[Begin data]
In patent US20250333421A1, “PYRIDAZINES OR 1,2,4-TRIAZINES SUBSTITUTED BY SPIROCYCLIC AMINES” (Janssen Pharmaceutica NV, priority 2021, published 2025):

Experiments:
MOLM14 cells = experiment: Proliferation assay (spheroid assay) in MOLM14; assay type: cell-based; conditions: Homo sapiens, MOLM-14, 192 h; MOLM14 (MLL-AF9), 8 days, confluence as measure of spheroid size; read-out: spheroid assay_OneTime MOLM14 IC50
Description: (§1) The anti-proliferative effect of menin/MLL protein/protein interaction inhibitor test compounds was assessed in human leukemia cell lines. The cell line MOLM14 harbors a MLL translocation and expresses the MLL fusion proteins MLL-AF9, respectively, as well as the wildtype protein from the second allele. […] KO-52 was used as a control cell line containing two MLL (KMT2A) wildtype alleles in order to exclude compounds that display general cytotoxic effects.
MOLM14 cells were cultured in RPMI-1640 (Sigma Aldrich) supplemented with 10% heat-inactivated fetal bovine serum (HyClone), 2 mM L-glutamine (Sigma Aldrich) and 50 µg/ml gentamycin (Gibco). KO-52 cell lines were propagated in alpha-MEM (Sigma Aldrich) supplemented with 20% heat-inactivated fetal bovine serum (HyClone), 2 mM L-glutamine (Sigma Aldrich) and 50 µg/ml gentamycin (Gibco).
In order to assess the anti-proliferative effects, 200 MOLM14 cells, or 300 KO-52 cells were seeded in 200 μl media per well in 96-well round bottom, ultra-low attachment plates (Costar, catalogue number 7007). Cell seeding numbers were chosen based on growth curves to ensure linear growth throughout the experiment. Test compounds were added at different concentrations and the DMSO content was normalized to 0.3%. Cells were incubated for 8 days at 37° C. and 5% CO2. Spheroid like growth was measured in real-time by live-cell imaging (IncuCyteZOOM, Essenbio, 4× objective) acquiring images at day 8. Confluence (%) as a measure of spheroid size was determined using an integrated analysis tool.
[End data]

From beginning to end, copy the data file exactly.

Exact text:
In patent US20250333421A1, “PYRIDAZINES OR 1,2,4-TRIAZINES SUBSTITUTED BY SPIROCYCLIC AMINES” (Janssen Pharmaceutica NV, priority 2021, published 2025):

Experiments:
MOLM14 cells = experiment: Proliferation assay (spheroid assay) in MOLM14; assay type: cell-based; conditions: Homo sapiens, MOLM-14, 192 h; MOLM14 (MLL-AF9), 8 days, confluence as measure of spheroid size; read-out: spheroid assay_OneTime MOLM14 IC50
Description: (§1) The anti-proliferative effect of menin/MLL protein/protein interaction inhibitor test compounds was assessed in human leukemia cell lines. The cell line MOLM14 harbors a MLL translocation and expresses the MLL fusion proteins MLL-AF9, respectively, as well as the wildtype protein from the second allele. […] KO-52 was used as a control cell line containing two MLL (KMT2A) wildtype alleles in order to exclude compounds that display general cytotoxic effects.
MOLM14 cells were cultured in RPMI-1640 (Sigma Aldrich) supplemented with 10% heat-inactivated fetal bovine serum (HyClone), 2 mM L-glutamine (Sigma Aldrich) and 50 µg/ml gentamycin (Gibco). KO-52 cell lines were propagated in alpha-MEM (Sigma Aldrich) supplemented with 20% heat-inactivated fetal bovine serum (HyClone), 2 mM L-glutamine (Sigma Aldrich) and 50 µg/ml gentamycin (Gibco).
In order to assess the anti-proliferative effects, 200 MOLM14 cells, or 300 KO-52 cells were seeded in 200 μl media per well in 96-well round bottom, ultra-low attachment plates (Costar, catalogue number 7007). Cell seeding numbers were chosen based on growth curves to ensure linear growth throughout the experiment. Test compounds were added at different concentrations and the DMSO content was normalized to 0.3%. Cells were incubated for 8 days at 37° C. and 5% CO2. Spheroid like growth was measured in real-time by live-cell imaging (IncuCyteZOOM, Essenbio, 4× objective) acquiring images at day 8. Confluence (%) as a measure of spheroid size was determined using an integrated analysis tool.